Neuro-Cardiac-Guided TMS (NCG-TMS) shows promising results

A new and innovative approach to more accurately target the DLPFC in rTMS treatment is currently being investigated by Research Institute Brainclinics who are about to present promising findings at the Brain Stimulation Conference in Barcelona (March 5 - 8, 2017).   Tabitha Iseger will present data that validate the proof-of-concept behind the new Neuro-Cardiac-Guided TMS (NCG-TMS) approach. This method could potentially become a new way to more reliably identify the right cortical locations for rTMS stimulation in the treatment of depression.

Neuro-Cardiac Guided TMS (NCG TMS)

Sufferers of depression are found to have disturbed autonomic regulation, experiencing higher heart rate and lower heart rate variability (HRV), more pronounced in patients with severe Major Depressive Disorder (MDD). External cues such as respiration affect variability in heart rate, indicating that the heart is connected to the brain network implicated in MDD. Indeed, several studies show the connectivity between the brain structures involved in this network (CLPFC, gACC, vagal nerve) and the heart.  Moreover, some research indicates that rTMS treatment leads to a decrease in heart rate thereby improving heart rate patterns in patients undergoing this treatment.

This connectivity can therefore be used to validate whether the network is correctly targeted with rTMS. Since the heart is involved, correct targeting of, for example, the DLPFC, should lead to heart rate decreases. If not, the DLPFC may not be accurately targeted. In common rTMS practice, the DLPFC is found according to the 5 (or 6) cm rule (5cm anterior from the place where thumb movement is found), or using the BEAM-F3 method. This is shown to be adequate on the group level, but individually there might be substantial variation.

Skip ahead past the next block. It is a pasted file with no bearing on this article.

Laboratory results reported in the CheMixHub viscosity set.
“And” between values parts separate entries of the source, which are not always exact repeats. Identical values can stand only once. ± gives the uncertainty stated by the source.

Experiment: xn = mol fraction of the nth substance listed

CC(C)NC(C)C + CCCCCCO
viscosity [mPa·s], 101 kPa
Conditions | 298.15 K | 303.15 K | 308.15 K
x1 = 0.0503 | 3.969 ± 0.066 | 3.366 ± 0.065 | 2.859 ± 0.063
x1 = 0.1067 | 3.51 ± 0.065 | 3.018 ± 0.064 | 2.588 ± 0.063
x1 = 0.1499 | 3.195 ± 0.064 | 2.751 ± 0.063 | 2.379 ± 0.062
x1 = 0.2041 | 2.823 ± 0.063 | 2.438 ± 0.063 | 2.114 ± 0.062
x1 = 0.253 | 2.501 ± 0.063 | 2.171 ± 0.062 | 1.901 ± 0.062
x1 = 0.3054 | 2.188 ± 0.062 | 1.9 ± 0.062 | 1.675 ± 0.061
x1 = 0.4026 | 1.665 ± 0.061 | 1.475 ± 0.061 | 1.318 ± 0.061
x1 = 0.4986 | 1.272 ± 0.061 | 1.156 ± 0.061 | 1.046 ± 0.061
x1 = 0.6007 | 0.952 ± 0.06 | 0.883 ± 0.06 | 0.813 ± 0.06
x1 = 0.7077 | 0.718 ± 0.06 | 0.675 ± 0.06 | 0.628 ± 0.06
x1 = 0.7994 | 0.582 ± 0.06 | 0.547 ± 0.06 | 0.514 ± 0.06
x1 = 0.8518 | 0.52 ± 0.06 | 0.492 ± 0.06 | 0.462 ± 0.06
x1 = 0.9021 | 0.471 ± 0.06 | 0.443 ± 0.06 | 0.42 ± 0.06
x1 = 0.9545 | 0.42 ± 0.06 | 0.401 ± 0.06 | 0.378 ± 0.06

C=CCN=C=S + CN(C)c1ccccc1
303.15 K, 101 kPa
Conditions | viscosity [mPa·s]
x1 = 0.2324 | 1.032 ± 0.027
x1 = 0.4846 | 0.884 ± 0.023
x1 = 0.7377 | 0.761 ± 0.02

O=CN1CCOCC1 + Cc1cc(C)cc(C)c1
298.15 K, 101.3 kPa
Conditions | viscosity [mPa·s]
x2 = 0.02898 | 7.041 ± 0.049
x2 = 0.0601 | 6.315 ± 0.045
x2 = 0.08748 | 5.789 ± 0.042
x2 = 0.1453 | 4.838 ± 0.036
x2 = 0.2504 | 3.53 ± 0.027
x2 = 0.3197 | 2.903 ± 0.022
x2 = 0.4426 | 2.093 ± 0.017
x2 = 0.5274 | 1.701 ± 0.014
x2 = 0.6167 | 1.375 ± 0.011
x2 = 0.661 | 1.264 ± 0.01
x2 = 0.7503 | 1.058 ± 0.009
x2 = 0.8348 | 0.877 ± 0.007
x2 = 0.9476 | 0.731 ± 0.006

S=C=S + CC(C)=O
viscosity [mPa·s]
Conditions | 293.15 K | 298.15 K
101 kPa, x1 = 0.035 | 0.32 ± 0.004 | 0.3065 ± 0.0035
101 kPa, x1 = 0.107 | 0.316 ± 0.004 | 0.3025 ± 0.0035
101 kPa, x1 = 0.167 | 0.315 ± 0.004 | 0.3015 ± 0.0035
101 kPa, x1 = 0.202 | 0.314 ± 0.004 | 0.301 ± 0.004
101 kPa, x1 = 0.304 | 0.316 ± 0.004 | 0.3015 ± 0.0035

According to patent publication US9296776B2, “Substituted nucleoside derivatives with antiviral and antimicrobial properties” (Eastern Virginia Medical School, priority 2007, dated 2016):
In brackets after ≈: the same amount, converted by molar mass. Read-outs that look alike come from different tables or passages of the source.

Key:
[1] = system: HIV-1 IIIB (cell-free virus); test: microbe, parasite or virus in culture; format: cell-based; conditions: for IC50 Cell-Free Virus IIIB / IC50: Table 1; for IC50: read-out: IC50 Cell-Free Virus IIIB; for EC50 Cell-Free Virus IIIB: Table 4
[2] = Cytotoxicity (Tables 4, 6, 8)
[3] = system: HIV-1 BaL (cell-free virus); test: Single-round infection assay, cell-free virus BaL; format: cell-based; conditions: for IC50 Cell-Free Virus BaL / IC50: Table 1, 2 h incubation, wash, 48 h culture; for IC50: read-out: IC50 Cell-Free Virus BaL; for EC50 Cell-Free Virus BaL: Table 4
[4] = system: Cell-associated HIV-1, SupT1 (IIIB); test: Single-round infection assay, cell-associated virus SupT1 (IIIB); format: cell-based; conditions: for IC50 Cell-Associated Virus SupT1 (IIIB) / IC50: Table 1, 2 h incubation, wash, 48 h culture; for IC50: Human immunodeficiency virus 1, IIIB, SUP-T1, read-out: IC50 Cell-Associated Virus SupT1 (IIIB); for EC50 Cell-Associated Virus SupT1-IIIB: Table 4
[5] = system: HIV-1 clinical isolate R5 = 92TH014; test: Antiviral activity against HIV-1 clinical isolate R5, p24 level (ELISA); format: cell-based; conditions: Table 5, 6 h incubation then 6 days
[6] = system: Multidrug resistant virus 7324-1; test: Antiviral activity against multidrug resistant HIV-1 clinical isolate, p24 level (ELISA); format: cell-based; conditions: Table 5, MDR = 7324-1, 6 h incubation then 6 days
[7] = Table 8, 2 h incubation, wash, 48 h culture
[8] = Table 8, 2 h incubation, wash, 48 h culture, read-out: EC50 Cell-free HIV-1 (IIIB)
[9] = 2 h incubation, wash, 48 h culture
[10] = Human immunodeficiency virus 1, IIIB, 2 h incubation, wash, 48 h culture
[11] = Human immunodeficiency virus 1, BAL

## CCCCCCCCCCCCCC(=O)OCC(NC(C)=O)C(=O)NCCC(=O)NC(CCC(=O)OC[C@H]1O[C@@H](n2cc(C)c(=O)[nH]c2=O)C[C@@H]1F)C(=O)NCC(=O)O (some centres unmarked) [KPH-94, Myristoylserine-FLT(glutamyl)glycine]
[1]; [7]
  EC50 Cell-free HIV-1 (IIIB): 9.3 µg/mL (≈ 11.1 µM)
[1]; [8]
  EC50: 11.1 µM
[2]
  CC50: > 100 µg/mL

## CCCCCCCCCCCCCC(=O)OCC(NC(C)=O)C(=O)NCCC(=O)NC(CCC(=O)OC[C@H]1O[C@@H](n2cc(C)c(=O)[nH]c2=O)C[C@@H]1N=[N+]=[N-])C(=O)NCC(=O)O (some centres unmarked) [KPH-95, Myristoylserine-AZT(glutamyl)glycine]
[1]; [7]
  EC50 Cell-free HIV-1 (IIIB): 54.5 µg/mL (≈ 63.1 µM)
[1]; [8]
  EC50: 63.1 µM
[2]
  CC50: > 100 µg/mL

Ten healthy subjects received  3 X 5sec. trains of 10Hz TMS on 3 different scalp locations on the left (F3, FC3 and C3), and 3 locations right (F4, FC4 and C4), while their ECG was recorded. The ECG was converted into R-R interval data. As expected, on the group level, the largest HR decrease was observed for both F3 and F4. This is where, in theory, the DLPFC is located. However, substantial inter-individual variability was observed. For some subjects, the location that showed the largest HR decrease was FC3 or FC4. This indicates that for those subjects, the DLPFC might be located more towards FC3 or FC4.
 
The DLPFC is the rTMS target for depression, and targeting it more accurately, could improve clinical response rates in depression. Moreover, the stimulation output might be lowered due to the higher specificity, and rTMS treatment will be better tolerable.  This study thus confirms the earlier proposed concept of Neuro-Cardiac Guided TMS (NCG TMS).

 Download here the poster by Tabitha Iseger (Neuro-Cardiac Guided TMS, NCG TMS)

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